Glen of Imaal Terrier Breeders, Breed Clubs and Rescue
The Glen of Imaal Terrier is named after the area in Wicklow where he originated, though he has not made the impression outside his native Ireland that the other Irish terrier breeds have managed. Until the beginning of the 19th century there wasn’t a great interest in breeding towards a particular type, and it is probable that terriers from Scotland and England were introduced to define a breed type.
The Glen of Imaal was used for the usual terrier work – vermin control, but were also unfortunate enough to be used for dog fights. He was also used as a Turnspit dog; these unlucky animals were put in a cage where they had to run on a wheel to keep the spit turning to roast the meat over the fire. Because it was such hard work they were generally kept in pairs and rotated; it is thought that the expression “every dog has its day” may have originated from this practice.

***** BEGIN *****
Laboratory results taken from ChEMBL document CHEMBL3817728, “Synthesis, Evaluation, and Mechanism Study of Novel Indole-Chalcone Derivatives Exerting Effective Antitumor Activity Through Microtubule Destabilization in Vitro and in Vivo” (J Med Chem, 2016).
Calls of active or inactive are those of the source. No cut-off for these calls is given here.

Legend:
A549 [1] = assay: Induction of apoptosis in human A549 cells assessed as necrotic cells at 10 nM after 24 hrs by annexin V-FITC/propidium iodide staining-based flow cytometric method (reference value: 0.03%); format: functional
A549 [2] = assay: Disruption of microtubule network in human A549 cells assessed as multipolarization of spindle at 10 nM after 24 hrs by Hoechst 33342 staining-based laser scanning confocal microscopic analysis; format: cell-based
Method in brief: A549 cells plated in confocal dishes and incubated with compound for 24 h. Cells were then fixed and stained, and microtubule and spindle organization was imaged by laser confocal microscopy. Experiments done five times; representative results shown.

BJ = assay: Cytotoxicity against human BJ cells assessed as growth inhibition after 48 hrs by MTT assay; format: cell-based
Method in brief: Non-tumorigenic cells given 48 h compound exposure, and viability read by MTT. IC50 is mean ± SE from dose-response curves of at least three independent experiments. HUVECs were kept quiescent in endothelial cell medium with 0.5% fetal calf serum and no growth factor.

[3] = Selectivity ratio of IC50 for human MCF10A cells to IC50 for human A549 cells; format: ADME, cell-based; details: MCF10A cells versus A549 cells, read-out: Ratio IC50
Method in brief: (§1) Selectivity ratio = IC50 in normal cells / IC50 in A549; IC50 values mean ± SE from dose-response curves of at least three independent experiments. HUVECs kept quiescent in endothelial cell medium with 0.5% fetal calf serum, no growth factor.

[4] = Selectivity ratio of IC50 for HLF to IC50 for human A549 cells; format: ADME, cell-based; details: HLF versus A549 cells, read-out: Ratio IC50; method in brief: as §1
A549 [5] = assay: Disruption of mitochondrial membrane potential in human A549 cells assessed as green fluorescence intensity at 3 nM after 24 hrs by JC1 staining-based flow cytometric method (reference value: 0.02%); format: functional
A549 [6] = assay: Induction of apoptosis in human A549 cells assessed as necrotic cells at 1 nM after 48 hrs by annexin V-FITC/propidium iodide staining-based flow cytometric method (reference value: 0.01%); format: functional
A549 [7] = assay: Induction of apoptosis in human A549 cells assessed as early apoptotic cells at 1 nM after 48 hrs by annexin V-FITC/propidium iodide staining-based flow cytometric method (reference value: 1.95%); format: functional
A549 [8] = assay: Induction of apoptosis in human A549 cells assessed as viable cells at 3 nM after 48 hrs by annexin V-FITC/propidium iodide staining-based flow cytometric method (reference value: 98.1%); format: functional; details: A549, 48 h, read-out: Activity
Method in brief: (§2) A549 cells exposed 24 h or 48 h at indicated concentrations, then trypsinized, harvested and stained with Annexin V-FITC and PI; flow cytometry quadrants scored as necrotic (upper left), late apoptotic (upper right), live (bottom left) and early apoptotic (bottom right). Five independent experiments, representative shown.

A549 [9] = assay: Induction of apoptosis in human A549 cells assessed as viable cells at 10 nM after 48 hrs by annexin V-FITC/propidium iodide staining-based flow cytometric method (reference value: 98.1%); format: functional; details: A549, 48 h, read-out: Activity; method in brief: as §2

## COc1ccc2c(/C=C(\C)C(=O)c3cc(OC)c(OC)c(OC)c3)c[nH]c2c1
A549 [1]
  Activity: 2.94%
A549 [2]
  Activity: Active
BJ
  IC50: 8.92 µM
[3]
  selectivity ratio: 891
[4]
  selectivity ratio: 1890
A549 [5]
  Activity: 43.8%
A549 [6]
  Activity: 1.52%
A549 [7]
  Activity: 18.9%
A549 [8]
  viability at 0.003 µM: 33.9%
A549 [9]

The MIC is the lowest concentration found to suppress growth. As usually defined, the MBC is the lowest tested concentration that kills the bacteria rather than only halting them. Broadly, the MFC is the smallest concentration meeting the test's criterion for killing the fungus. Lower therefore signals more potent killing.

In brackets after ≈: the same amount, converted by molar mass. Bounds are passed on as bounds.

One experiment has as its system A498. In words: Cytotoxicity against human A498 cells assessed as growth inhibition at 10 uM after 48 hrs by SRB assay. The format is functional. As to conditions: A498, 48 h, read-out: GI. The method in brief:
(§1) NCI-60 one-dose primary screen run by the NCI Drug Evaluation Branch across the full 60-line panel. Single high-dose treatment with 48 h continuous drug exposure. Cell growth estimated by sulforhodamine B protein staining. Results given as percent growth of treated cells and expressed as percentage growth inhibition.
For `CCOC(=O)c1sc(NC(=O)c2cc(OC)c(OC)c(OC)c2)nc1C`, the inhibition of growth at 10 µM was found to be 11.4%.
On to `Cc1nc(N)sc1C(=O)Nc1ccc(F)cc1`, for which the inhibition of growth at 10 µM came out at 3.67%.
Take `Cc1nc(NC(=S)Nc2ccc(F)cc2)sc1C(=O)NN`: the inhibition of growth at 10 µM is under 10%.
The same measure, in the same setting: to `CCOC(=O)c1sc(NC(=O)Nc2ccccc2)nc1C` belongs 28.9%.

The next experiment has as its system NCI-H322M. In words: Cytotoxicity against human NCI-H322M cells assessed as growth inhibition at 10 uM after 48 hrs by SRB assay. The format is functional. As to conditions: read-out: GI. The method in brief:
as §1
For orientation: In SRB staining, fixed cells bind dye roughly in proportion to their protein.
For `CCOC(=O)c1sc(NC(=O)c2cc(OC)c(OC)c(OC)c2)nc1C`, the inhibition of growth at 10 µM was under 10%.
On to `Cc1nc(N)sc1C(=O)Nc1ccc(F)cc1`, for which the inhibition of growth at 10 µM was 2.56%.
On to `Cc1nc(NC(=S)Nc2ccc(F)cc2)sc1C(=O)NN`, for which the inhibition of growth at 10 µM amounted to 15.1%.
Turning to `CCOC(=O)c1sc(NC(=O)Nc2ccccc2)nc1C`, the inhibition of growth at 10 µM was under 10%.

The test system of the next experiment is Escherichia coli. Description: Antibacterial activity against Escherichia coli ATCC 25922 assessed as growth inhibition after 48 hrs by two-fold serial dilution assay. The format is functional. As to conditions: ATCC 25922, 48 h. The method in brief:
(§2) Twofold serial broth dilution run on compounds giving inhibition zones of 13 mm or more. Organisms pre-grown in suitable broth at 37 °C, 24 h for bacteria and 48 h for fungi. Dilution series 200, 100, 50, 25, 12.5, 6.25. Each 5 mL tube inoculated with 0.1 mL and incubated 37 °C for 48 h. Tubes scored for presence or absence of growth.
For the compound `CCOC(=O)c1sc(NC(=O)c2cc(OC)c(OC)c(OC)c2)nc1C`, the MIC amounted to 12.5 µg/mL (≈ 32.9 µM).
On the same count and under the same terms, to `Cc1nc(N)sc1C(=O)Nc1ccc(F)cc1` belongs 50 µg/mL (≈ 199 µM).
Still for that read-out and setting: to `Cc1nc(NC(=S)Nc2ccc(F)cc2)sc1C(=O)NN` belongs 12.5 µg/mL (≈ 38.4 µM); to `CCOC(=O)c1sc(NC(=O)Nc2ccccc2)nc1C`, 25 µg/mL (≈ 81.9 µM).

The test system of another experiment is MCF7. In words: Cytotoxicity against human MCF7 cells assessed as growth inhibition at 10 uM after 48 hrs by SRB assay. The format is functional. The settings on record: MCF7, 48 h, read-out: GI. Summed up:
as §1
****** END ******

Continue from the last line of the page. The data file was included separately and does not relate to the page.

He was also used for badger hunting and the construction of his forequarters reflect the digging he would have had to do. Until 1966 when badger hunting was made illegal in Ireland the showdog had to win a certificate at a badger trials before he could become a full champion.
The Glen of Imaal presents an untrimmed appearance, with a rather rough looking coat and is blue, brindle and all shades of wheaten. At 14″ tall and fairly long-bodied he should give the impression of being a strong and powerful dog, and has a big bark to deter strangers. Although he is very courageous when necessary, he is otherwise a docile and gentle dog who makes an undemanding family pet.
Rescue and Rehoming
If you need to rehome your own dog, first contact the breeder to see what support she can offer. If that doesn’t resolve your problem then contact a designated Rescue organisation (if one exists) or a Breed Club.